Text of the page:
Few things bring a greater sense of joy to the gardener’s heart than watching the first bright flower buds of spring burst open to transform the dull gray landscape of winter into a celebration of color.  Spring bulbs are, of course, renowned for this. But alas, it’s just not practical to plant the entire garden in hyacinths and tulips. And sometimes by the time we realize the need for a patch of color in a particular spot, the fall bulb planting season is already past.

Annuals to the Rescue

One super easy solution is to turn to annual flowers to satisfy your spring flower fix. While it’s true that many annuals are too tender to plant out in early spring, you might be surprised at the variety of cold-hardy annuals available at your local nursery or garden center. 

Here is a list of the best, early-season annual flowers and colorful foliage you can plant right away to bring an instant burst of color to your garden this spring:

Annual Phlox

This sweet little plant may not be easy to find but it’s worth the search. Like perennial phlox, its 1” blooms come in a rainbow of colors including white, purple, pink, red, salmon, and variegated specimens. Annual phlox blooms its heart out all through the spring and early summer. Most varieties stand 6-12 inches tall and wide, but a few reach up to 20”. Trailing varieties are charming in containers. Despite being a Texas native, this plant does best when kept well-watered. Some varieties are quite cold-tolerant and may even overwinter and/or re-seed themselves in milder climates.

Flowering Kale

Another beautiful foliage plant, the “flowering” types of kale are just as hardy and frost-tolerant as their vegetable counterparts. Kale is actually a biennial plant grown for its ruffled white, pink or purple heads of foliage; most gardeners pull the plants in the fall and never see the yellow flower heads. Flowering kale grows 12-18” tall and does best in rich garden soil and full sun.


The intense blue and purple blooms of lobelia make it one of the most popular annual flowers. These low-growing, deer resistant flowers make outstanding border and container plants and are likely to attract butterflies to your garden. Plant them in full sun to part shade. Keep in mind that while they are cold-tolerant, lobelia will not withstand frost, so wait until after last frost before planting out in the garden.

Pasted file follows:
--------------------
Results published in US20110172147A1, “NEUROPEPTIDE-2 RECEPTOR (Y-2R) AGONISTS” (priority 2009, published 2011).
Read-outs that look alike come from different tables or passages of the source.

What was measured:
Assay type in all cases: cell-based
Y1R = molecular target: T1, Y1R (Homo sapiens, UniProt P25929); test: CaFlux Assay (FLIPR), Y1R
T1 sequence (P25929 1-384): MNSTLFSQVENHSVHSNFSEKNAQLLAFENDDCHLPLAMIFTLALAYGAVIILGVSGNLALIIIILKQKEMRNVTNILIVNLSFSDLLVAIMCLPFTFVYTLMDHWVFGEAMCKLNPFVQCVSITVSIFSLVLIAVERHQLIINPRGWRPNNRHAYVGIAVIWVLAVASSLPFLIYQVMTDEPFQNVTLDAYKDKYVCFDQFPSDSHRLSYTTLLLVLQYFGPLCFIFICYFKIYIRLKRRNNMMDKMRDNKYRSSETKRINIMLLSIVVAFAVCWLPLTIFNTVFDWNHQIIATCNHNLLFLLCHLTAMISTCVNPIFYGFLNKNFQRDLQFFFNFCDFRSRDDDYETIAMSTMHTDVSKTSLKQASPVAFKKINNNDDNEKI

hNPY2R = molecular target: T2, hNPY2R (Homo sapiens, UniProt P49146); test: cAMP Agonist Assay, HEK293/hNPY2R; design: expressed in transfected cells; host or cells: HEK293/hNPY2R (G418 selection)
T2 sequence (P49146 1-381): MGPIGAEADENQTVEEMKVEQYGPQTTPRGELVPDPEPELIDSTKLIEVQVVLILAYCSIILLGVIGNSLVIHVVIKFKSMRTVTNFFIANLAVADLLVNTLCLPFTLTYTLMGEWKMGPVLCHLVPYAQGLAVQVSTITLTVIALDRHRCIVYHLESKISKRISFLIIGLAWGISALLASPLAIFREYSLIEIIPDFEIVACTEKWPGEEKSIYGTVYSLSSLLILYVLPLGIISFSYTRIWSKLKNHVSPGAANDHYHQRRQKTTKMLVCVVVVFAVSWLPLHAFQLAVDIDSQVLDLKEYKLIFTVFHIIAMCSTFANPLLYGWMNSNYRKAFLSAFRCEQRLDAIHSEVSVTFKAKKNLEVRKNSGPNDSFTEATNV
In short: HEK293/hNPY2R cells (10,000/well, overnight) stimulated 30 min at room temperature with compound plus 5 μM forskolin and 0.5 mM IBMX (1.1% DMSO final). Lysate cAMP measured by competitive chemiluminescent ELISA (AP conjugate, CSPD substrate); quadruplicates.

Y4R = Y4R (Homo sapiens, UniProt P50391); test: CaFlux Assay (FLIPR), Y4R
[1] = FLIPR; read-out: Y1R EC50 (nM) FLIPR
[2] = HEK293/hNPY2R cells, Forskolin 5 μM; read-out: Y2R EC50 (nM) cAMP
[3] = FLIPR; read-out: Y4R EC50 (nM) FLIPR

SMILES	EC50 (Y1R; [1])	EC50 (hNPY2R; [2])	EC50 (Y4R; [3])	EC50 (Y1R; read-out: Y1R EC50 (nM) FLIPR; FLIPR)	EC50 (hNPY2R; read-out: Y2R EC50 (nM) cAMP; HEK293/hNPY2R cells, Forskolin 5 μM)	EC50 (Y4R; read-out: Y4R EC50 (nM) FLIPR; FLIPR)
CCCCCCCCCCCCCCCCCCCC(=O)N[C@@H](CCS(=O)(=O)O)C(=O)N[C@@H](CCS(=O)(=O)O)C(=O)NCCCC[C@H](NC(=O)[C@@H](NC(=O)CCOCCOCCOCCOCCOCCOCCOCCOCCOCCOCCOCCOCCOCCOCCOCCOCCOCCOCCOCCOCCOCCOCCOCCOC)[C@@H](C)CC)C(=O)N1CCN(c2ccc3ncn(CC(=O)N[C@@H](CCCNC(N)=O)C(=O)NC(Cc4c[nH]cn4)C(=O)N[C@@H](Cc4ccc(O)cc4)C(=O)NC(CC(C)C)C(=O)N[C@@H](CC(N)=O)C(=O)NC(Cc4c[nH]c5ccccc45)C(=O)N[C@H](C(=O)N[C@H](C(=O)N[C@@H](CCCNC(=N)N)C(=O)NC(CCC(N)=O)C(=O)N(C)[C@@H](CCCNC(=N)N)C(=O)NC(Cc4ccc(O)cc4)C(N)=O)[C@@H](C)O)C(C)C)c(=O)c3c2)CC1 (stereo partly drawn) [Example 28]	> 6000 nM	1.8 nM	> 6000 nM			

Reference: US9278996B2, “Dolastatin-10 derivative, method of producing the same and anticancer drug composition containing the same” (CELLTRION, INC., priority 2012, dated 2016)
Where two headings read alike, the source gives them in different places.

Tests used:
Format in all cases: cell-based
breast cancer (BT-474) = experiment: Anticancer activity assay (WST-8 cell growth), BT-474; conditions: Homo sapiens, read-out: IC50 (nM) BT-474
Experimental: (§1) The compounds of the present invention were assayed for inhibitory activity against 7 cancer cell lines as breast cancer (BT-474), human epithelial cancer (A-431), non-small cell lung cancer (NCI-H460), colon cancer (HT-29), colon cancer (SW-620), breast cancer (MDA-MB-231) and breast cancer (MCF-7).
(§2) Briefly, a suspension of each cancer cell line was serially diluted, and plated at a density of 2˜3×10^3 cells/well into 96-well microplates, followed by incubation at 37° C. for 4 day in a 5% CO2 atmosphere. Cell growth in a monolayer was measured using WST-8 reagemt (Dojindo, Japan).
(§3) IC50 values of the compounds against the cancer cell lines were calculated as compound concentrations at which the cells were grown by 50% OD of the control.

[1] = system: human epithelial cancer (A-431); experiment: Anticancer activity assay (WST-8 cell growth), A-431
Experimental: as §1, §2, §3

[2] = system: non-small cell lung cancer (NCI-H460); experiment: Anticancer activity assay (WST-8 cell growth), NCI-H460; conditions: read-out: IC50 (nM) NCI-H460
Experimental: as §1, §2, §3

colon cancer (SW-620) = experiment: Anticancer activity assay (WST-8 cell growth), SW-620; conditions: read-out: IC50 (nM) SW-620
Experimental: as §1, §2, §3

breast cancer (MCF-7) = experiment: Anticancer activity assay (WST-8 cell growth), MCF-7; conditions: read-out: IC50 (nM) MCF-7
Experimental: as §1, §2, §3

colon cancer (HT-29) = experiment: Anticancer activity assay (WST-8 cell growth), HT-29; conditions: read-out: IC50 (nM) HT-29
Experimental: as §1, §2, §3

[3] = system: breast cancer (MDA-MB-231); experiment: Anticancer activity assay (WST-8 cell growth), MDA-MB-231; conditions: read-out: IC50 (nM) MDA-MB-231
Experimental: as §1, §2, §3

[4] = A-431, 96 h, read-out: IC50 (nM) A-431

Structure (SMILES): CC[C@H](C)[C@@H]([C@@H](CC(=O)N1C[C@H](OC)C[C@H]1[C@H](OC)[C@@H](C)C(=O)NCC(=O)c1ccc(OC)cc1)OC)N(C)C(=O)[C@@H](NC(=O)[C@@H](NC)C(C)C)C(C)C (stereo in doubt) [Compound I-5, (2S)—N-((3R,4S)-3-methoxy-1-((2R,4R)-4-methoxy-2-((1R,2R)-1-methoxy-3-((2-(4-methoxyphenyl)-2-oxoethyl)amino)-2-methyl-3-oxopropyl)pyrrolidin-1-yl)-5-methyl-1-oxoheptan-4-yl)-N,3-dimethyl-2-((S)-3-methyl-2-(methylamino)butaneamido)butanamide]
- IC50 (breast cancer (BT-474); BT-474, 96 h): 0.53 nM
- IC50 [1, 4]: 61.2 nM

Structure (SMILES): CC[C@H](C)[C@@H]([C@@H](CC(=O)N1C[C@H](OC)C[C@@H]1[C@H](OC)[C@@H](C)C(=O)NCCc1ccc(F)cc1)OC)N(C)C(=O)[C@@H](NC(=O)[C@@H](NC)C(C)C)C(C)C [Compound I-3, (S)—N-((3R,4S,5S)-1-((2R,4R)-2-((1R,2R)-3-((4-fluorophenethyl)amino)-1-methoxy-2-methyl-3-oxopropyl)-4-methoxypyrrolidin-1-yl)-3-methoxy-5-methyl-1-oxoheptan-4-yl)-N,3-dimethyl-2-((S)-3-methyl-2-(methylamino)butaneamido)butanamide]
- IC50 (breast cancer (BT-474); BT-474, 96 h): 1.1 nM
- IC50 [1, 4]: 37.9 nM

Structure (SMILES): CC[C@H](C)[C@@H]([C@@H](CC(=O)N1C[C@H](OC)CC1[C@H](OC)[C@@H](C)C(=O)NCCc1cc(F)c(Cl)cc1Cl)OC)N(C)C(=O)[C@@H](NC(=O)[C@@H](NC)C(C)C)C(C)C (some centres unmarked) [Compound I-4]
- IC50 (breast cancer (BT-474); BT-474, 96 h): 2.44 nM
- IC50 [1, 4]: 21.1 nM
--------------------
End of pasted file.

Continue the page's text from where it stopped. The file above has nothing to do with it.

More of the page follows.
The sweet little faces of these beloved flowers belie their tough nature; pansies and violas are remarkably frost tolerant. Even temperatures in the mid-20’s will usually not kill them, although like all plants it’s important to harden them off if you are setting out nursery-grown pansies. Pansies and violas are available in a huge range of colors and look great in beds and containers.


Perhaps no annual flower is more widely planted than the petunia, and for good reason. Their big, bright blooms come in a dizzying variety of colors and make stunning displays when planted en masse. While they love sun and will happily bloom all summer long, these easy-care plants are also remarkably cold-tolerant. However, even though they will occasionally tolerate a very light frost, it’s safest to wait until after your last frost date to plant them out.


A perennial plant in zones 7-11, snapdragons are grown as an annual in more northern zones. They tolerate cold well and have even been known to tolerate a light frost, although it’s best not to count on it. Snapdragons are well loved for their unique “dragon’s mouth” blooms and rainbow presence in the garden. Varieties ranging in height from 6 inches to 3 feet are readily available in garden centers.

Dusty Miller

Ok, we threw one in that's not colorful but it helps colors pop! Grown for its distinct silvery foliage, Dusty Miller adds an interesting contrast to colorful spring blooms. Or, pair it with whites and very pale pinks, blues and violets for a frosty spring display. This plant actually does tolerate a light frost, so it’s a good choice for impatient Northern and high altitude gardeners.

Looking for More Spring Flower Ideas?

With proper care, the cold-hardy annual flowers listed above will bring a quick splash of spring color to your garden no matter what part of the country you live in. However, there may be additional selections that are particularly appropriate for your region. If you are looking for something beyond the ordinary or want something especially well-suited to your local conditions, ask your landscape professional for suggestions. 

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